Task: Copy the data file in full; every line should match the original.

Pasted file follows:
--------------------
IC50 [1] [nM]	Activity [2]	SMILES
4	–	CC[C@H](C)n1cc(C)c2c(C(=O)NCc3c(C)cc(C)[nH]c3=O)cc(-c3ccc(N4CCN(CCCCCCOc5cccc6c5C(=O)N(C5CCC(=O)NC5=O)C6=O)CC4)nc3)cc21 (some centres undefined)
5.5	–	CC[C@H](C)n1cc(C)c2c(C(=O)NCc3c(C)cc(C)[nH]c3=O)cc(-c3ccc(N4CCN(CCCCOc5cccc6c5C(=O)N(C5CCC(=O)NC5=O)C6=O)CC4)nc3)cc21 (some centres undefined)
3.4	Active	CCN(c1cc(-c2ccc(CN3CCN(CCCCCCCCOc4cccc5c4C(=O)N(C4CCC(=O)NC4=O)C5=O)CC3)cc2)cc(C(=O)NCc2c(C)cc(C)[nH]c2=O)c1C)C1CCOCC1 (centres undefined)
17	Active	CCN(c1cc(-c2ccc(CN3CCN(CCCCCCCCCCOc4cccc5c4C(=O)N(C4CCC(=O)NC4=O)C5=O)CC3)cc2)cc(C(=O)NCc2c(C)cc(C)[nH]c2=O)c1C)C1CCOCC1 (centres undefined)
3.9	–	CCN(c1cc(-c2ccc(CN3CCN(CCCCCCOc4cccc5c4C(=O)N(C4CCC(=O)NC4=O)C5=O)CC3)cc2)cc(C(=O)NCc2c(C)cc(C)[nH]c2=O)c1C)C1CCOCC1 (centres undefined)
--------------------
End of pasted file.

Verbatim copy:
IC50 [1] [nM]	Activity [2]	SMILES
4	–	CC[C@H](C)n1cc(C)c2c(C(=O)NCc3c(C)cc(C)[nH]c3=O)cc(-c3ccc(N4CCN(CCCCCCOc5cccc6c5C(=O)N(C5CCC(=O)NC5=O)C6=O)CC4)nc3)cc21 (some centres undefined)
5.5	–	CC[C@H](C)n1cc(C)c2c(C(=O)NCc3c(C)cc(C)[nH]c3=O)cc(-c3ccc(N4CCN(CCCCOc5cccc6c5C(=O)N(C5CCC(=O)NC5=O)C6=O)CC4)nc3)cc21 (some centres undefined)
3.4	Active	CCN(c1cc(-c2ccc(CN3CCN(CCCCCCCCOc4cccc5c4C(=O)N(C4CCC(=O)NC4=O)C5=O)CC3)cc2)cc(C(=O)NCc2c(C)cc(C)[nH]c2=O)c1C)C1CCOCC1 (centres undefined)
17	Active	CCN(c1cc(-c2ccc(CN3CCN(CCCCCCCCCCOc4cccc5c4C(=O)N(C4CCC(=O)NC4=O)C5=O)CC3)cc2)cc(C(=O)NCc2c(C)cc(C)[nH]c2=O)c1C)C1CCOCC1 (centres undefined)
3.9	–	CCN(c1cc(-c2ccc(CN3CCN(CCCCCCOc4cccc5c4C(=O)N(C4CCC(=O)NC4=O)C5=O)CC3)cc2)cc(C(=O)NCc2c(C)cc(C)[nH]c2=O)c1C)C1CCOCC1 (centres undefined)